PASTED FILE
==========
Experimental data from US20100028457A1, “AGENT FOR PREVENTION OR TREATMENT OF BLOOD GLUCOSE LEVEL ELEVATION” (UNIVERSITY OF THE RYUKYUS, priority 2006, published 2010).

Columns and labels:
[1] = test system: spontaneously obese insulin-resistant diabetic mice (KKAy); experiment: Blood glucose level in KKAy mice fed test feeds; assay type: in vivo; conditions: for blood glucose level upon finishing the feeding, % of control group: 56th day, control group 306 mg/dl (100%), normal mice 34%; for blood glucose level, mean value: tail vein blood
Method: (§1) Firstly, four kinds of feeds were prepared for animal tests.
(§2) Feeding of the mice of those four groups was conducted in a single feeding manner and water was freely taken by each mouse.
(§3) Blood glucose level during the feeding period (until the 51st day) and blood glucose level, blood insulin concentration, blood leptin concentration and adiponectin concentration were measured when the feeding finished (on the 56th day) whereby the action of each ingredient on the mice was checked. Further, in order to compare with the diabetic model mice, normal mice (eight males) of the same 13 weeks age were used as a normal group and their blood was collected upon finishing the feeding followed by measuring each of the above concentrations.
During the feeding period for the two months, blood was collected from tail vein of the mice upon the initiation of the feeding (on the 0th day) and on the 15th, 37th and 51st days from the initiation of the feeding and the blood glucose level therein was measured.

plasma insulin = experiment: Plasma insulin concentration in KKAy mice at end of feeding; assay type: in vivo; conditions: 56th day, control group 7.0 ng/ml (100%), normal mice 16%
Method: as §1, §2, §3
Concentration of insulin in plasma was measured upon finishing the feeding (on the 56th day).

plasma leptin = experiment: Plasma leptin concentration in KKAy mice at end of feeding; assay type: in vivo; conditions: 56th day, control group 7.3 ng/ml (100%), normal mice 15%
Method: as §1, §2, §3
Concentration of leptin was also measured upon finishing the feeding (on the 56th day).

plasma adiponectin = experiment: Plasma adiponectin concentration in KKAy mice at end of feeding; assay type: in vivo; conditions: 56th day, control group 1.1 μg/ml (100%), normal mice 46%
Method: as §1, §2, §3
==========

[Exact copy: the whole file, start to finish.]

Experimental data from US20100028457A1, “AGENT FOR PREVENTION OR TREATMENT OF BLOOD GLUCOSE LEVEL ELEVATION” (UNIVERSITY OF THE RYUKYUS, priority 2006, published 2010).

Columns and labels:
[1] = test system: spontaneously obese insulin-resistant diabetic mice (KKAy); experiment: Blood glucose level in KKAy mice fed test feeds; assay type: in vivo; conditions: for blood glucose level upon finishing the feeding, % of control group: 56th day, control group 306 mg/dl (100%), normal mice 34%; for blood glucose level, mean value: tail vein blood
Method: (§1) Firstly, four kinds of feeds were prepared for animal tests.
(§2) Feeding of the mice of those four groups was conducted in a single feeding manner and water was freely taken by each mouse.
(§3) Blood glucose level during the feeding period (until the 51st day) and blood glucose level, blood insulin concentration, blood leptin concentration and adiponectin concentration were measured when the feeding finished (on the 56th day) whereby the action of each ingredient on the mice was checked. Further, in order to compare with the diabetic model mice, normal mice (eight males) of the same 13 weeks age were used as a normal group and their blood was collected upon finishing the feeding followed by measuring each of the above concentrations.
During the feeding period for the two months, blood was collected from tail vein of the mice upon the initiation of the feeding (on the 0th day) and on the 15th, 37th and 51st days from the initiation of the feeding and the blood glucose level therein was measured.

plasma insulin = experiment: Plasma insulin concentration in KKAy mice at end of feeding; assay type: in vivo; conditions: 56th day, control group 7.0 ng/ml (100%), normal mice 16%
Method: as §1, §2, §3
Concentration of insulin in plasma was measured upon finishing the feeding (on the 56th day).

plasma leptin = experiment: Plasma leptin concentration in KKAy mice at end of feeding; assay type: in vivo; conditions: 56th day, control group 7.3 ng/ml (100%), normal mice 15%
Method: as §1, §2, §3
Concentration of leptin was also measured upon finishing the feeding (on the 56th day).

plasma adiponectin = experiment: Plasma adiponectin concentration in KKAy mice at end of feeding; assay type: in vivo; conditions: 56th day, control group 1.1 μg/ml (100%), normal mice 46%
Method: as §1, §2, §3